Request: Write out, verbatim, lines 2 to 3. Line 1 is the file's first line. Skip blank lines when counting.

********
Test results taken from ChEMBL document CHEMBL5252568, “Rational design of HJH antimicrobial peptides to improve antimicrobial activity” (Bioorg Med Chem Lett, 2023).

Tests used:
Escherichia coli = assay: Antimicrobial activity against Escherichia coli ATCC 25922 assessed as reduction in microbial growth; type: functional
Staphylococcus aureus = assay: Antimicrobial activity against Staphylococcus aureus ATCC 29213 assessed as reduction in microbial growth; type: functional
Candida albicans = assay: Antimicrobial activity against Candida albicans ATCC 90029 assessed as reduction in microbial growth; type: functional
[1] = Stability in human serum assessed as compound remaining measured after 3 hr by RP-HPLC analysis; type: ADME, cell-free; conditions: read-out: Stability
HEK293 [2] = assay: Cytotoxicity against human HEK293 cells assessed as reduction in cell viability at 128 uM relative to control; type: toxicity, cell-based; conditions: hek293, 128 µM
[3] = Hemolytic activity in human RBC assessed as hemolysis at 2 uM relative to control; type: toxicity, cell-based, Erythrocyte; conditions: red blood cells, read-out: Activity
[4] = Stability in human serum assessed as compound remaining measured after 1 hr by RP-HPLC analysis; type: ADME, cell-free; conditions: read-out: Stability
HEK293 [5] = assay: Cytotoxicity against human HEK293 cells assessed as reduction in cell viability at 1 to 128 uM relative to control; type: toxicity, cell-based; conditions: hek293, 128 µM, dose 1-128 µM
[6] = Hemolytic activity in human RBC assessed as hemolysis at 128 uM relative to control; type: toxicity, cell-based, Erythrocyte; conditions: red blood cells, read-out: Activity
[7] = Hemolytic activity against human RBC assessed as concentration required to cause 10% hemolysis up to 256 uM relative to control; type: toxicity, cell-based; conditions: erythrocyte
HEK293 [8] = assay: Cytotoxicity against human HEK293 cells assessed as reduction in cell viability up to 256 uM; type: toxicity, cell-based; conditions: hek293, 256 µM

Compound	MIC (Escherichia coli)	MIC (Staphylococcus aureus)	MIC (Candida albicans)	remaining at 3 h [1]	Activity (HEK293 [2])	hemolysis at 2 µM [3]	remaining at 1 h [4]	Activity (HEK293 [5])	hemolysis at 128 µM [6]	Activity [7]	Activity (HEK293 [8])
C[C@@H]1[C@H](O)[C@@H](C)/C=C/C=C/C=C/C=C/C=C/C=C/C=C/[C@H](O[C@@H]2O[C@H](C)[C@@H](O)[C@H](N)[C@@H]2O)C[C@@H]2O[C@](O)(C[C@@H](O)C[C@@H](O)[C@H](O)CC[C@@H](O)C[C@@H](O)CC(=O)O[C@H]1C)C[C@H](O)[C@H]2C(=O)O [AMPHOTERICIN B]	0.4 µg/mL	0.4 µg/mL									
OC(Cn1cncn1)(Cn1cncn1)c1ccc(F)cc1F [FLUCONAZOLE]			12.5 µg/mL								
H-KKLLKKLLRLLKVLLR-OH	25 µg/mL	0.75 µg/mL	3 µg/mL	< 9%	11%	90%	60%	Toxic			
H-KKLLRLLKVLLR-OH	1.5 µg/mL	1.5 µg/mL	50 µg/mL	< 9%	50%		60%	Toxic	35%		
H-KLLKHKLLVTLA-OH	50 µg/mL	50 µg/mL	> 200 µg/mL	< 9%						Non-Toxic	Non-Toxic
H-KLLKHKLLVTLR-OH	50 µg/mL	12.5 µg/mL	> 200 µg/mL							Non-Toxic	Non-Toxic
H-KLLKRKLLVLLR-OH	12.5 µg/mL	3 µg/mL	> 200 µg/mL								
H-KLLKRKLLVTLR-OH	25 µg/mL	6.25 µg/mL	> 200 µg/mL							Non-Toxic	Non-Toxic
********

Tests used:
Escherichia coli = assay: Antimicrobial activity against Escherichia coli ATCC 25922 assessed as reduction in microbial growth; type: functional